III. Shaukat Ali Khan, (mid 30-s)
Where: Western and Central Line
Shaukat Ali Khan, a man in his mid thirties migrated to Mumbai from Allahabad 8 years ago in order to make it big. He clutches to his Dholak tightly with his hand that is adorned with a Ghungru belt. “This is an amazing accompaniment with the beats of the dholak,” he says. Shaukat is a visually impaired musician from Kalyan who plays in the trains running on the central line everyday from 9am to 5.30 pm. He is perched casually on the almost empty Sandhurst station, waiting to catch the train where he can unravel his talent. He starts playing a really catchy, familiar beat, but stops mid way suddenly to tell me just how much he loves to play the Dholak. “I was a young boy back in Allahbad when I learned to play the Dholak. It is a lot of fun. There wasn’t much opportunity back home, so I came to Mumbai. It was a good decision. I got married here also,” he says and smiles shyly. He tells me he feels closer to god when he plays the Dholak. He dreams of performing on the stage one day, someday. But as of now he continues to perform and entertain the commuters with the same passion, vigour and energy.
IV. Raja Shrivastava, Mid 30-s
Where: Western and Central Line
Also hailing from Allahabad, Raju Shrivastava, a visually impaired Dholak Artist came to Mumbai 5 years ago. Like Shaukat, he too loves playing the Dholak but is a little shy. “ I am working on that” he says softly. His seems like a brand new Dholak, but turns out he just takes really good care of it. He is angsty, waiting for the train; nervous and excited for his next performance in the locals. He too plays a little something for me. A very catchy beat that momentarily transports me to a Punjabi wedding. “ I sometimes sing too, when I am in the mood, but not today,” he says. “Maybe when you invite me to perform on a stage” he says loudly over the chugging sound of the upcoming train, getting up and bracing himself and his Dholak for another performance.
V. Kishan, Late 20’s
Where : Western Line
He migrated from Rajasthan as a child with a head full of dreams and hands holding the Saarangi that he meticulously makes himself. “It takes a few days to make this,” says the musician who started training when he was a child. Kishan’s getup is vibrant—matching up to that of his home state. He sports a colourful traditional scarf that matches with his bright striped Saarangi. Soon he breaks into sharp, melodic tunes of contemporary Bollywood songs that overpower the chugging sound of the train. A string pops out but Kishan’s fingers work fast to fix it. While the entire ladies compartment seems mesmerized, his biggest fan seems to be his young daughter— seated on the floor watching him in awe. When asked if music is his passion, he looks away and laughs sarcastically. “This is how I fill my stomach. This is all it will ever be,” he says walking away to collect money.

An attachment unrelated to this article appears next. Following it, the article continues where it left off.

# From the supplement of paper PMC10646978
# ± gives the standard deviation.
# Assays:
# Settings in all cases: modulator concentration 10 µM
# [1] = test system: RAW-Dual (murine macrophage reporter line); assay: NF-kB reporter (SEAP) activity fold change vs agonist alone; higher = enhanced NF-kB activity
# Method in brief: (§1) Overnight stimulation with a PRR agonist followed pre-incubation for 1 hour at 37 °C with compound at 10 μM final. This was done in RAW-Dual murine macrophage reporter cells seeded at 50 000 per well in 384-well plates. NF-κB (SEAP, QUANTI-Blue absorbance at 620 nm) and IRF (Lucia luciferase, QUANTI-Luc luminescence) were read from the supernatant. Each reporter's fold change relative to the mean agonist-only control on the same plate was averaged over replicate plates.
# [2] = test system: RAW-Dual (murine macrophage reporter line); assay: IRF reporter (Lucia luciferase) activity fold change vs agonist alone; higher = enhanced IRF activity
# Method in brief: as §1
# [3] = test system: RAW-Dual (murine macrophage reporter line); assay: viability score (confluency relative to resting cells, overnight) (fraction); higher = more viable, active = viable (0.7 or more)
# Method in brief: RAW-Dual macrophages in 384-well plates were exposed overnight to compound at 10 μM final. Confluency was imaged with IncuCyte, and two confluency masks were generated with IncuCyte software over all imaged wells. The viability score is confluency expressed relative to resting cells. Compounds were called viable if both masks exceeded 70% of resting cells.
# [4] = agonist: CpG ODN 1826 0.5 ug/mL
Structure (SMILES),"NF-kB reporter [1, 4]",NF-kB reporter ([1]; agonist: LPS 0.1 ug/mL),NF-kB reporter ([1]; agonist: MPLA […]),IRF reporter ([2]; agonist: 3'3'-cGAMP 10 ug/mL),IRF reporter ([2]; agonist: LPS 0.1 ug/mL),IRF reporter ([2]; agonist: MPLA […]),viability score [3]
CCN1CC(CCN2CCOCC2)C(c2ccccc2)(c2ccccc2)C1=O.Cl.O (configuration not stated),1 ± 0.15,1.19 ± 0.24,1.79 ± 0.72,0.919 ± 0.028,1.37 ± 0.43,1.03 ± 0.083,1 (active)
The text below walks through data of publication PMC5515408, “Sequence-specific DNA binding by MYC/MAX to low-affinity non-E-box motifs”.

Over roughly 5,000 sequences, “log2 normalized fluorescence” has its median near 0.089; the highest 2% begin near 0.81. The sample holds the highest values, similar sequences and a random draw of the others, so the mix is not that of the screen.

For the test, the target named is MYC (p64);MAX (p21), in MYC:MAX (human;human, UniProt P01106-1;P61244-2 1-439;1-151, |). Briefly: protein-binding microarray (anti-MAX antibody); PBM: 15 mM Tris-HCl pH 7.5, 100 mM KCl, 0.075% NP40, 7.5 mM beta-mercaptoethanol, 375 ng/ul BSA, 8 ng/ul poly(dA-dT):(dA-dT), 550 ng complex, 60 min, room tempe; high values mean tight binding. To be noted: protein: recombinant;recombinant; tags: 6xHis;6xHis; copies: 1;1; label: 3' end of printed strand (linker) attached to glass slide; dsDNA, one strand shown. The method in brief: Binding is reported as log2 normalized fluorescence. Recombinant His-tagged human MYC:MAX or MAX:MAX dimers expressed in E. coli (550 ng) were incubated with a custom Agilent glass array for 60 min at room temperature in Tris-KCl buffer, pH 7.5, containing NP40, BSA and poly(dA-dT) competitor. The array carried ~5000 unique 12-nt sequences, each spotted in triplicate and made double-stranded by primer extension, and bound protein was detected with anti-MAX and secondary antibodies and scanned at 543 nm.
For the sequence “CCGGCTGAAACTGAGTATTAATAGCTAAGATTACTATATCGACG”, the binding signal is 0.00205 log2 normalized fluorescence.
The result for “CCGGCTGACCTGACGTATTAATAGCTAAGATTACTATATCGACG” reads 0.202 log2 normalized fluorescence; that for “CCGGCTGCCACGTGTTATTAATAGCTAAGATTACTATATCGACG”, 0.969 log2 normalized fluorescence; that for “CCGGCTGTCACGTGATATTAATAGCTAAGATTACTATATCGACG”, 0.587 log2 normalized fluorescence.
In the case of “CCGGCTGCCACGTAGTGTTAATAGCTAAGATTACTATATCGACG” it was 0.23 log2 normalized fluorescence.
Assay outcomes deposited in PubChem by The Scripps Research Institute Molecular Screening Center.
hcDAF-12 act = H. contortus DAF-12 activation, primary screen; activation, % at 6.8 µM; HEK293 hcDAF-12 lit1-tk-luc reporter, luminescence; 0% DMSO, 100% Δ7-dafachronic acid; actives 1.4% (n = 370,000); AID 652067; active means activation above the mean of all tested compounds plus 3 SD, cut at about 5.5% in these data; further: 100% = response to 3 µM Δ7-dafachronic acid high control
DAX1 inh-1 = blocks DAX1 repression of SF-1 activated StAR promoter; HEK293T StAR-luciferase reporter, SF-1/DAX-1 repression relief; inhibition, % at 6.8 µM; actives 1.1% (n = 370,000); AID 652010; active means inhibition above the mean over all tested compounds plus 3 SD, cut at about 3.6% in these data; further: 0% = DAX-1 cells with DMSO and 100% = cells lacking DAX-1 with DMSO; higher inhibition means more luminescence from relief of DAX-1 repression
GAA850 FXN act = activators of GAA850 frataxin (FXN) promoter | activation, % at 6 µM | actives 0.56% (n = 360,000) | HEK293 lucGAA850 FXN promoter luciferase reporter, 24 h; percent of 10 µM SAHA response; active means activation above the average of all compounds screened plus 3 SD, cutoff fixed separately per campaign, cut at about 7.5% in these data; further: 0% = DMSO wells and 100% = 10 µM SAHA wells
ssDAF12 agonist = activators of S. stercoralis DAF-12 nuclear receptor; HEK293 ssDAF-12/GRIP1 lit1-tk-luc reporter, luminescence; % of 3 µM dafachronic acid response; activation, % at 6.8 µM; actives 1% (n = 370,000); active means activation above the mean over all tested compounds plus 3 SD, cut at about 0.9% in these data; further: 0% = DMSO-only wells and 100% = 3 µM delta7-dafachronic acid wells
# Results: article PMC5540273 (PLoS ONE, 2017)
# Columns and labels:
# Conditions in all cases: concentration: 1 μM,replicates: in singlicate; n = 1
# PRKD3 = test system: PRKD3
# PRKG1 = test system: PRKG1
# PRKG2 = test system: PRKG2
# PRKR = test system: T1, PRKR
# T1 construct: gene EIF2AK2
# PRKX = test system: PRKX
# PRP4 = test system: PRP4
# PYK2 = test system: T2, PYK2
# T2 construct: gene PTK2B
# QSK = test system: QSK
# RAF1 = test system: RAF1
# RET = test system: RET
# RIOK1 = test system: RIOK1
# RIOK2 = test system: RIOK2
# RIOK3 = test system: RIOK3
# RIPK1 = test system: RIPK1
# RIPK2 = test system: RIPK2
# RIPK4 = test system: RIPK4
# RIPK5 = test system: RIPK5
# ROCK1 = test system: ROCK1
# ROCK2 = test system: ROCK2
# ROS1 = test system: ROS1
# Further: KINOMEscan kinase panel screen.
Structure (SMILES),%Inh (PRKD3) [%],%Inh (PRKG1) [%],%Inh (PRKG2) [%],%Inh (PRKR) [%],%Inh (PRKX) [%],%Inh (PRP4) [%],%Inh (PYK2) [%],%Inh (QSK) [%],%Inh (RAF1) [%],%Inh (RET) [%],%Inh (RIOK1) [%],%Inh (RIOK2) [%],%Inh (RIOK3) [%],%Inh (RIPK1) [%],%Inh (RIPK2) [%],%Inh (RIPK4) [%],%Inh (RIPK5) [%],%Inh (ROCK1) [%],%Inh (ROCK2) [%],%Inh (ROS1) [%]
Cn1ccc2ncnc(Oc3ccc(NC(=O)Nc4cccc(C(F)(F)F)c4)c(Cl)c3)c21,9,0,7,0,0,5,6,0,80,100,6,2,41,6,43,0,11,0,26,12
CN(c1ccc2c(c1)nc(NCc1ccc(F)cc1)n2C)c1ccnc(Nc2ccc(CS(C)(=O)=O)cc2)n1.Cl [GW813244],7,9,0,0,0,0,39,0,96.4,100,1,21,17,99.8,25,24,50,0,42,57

VI. Shree Ashthavinayak Railway Paravasi Bhajan Mandal
Where: CST-Kasara Local
The Kalyan-based Shree Ashthavinayak Railway Paravasi Bhajan Mandal is a unique troop that was formed when a bunch of daily travellers en route CST Kasara 8.52 local united in their love for devotional songs. Rajesh Dhumal, a member recalls that more than two decades ago, he and his gang of then young and raucous train friends were one day handed a Rs 10 note by a complete stranger. “We used to joke about and swear at each other, and be pretty loud. So he gave us the money and told us to buy a pair of cymbals and sing bhajans,” reports Indian Express quoting Dhumal. Most men board the train at CST while a few other members join in from Dadar and Kurla. The group begins to sing songs of Lord Ganesha and Sant Tukaram after one member garlands a picture of Ganesha hung on the luggage rack. Though there have been many restrictions against Bhajan Mandals imposed by the railway authorities, this does not dampen the spirits of the members who go back home to their families feeling de-stressed and light.
VII. Lallan Seth, 50
Where: Central Line
While on a slow train from Dadar to CST, Lallan Seth got in at Chinchpokli with a walking stick in his hand. He waited for the train to resume to start singing and as soon as it did, he broke into a bhajan. His voice was clear and powerful and his notes were right on point. He did not stop to hear the jingles of the coin in his bowl and continued singing two bhajans one after the other making his way through the coach. He got down at Byculla and I followed. The 50-year-old visually impaired singer has been singing in trains since 5 years now and has has proper training from a Guru in Gujarat back in his adolescence. He is not associated with any group and prefers singing solo. Lallan seems evidently perturbed when I ask him if singing makes him happy. “It used to,” he says honestly. “I mean, it still does, that is why I sing. But now it has become more of a restraint, a way to fill the stomach” he says. With absolutely no resources or contacts in the music industry, Lallan feels singing in trains is something he is destined to do. He earns a meagre amount of Rs. 300 - Rs. 400 everyday but nevertheless continues to sing for he feels that is the only skill he has that keeps a flicker of hope and happiness alive inside him.